IES Reveals: Fuel Prices To Drop In The Coming Days

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Fuel prices are likely to drop marginally between 3 t0 5 per cent in the coming days, the Institute for Energy Security (IES) has projected.

In its Projections for the April 2022 First Pricing Window (April 1 to April 16, 2022), the Institute attributed the expected marginal drop in fuel prices to the fall in prices on the international market and Government’s proposed forex support for the bulk oil importers.

“However, barring any cushioning from market players for consumers, the changes in the market variables and the government’s announced intervention may not be enough to produce any significant drop in the prices of fuels on the local market.

“Should that be the case, it may not stall an increase in transportation fares,” it said.

In the March 2022 Second Pricing Window, fuel prices at the various pumps across the country experienced sharp leaps. Petrol sold beyond GhS9.70 per litre whereas diesel sold above Gh¢10.50 per litre at most Oil Marketing Companies (OMCs).

The current national average price for petrol is pegged at GhS9.80 per litre and GhS10.70 per litre for diesel.

This is an increase of 20.25 per cent above the previous average price of GhS8.15 per litre for petrol and a 31.29 increase for diesel price, the IES said.

The Government on Thursday, March 24, 2022 announced a reduction of the margins on fuel by 15 pesewas per litre for the next three months effective April 1, 2022.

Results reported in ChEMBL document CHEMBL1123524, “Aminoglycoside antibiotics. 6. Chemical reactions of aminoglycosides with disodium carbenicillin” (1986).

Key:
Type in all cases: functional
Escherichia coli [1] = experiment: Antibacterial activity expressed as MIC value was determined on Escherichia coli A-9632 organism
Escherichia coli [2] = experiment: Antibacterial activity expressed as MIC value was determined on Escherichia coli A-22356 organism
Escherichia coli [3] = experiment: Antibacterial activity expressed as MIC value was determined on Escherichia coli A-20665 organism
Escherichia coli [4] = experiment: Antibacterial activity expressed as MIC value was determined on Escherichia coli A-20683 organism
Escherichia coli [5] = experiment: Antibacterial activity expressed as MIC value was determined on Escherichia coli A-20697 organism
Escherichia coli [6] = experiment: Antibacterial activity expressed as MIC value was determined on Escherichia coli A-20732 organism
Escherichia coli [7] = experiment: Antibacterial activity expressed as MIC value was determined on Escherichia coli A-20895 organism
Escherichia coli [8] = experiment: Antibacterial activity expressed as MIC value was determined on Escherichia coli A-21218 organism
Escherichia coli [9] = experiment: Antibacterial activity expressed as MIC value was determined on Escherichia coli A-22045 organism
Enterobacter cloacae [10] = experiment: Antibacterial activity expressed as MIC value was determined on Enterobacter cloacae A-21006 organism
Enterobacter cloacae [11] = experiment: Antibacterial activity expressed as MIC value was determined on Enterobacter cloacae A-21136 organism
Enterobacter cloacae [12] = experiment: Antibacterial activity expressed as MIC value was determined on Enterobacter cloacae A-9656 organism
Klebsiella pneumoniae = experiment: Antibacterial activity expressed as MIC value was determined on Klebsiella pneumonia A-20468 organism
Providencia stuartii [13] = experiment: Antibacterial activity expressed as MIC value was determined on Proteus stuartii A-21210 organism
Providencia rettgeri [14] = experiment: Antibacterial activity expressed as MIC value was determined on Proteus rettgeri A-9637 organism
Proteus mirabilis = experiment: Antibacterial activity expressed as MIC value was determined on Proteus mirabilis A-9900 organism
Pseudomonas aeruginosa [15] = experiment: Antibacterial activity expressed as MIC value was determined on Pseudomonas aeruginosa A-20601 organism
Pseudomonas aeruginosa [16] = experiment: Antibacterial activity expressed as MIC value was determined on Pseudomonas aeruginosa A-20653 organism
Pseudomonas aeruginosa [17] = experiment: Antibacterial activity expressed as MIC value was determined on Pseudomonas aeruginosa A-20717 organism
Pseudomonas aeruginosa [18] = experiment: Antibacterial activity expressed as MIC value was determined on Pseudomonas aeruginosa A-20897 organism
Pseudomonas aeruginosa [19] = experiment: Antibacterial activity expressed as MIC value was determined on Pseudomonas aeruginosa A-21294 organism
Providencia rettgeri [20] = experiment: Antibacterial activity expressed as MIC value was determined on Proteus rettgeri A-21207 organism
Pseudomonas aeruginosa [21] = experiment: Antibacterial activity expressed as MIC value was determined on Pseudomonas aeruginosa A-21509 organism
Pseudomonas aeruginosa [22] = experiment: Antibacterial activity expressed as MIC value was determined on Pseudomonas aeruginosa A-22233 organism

Addressing a press conference in Accra, Mr Ken Ofori-Atta, the Minister of Finance, announced a reduction in the BOST Margin by 2 pesewas per litre, and the Unified Petroleum Pricing Fund Margin by 9 pesewas per litre.

The Government further reduced the Fuel Marking Margin by 1 pesewa per litre, with the Primary Distribution Margin also reduced by 3 pesewas per litre.

In its Review of the March 2022 Second Pricing Window, the IES observed that Brent Crude price on the international market fell from its highs at the beginning of March but closed the window above the $120 per barrel mark.

“For the window under assessment, prices reached an average of $108.27 per barrel, representing a 4.08 per cent reduction over the previous window’s average price of $112.87 per barrel,” it said.

The IES said data analysed by its Economic Desk within the window revealed that the Cedi further depreciated against major trading currencies on the Foreign Exchange (Forex) market.

The Cedi depreciated further by 1.5 per cent to close at GhS7.28 to the Dollar from the earlier window’s rate of GhS7.17 to the Dollar, it said.

 

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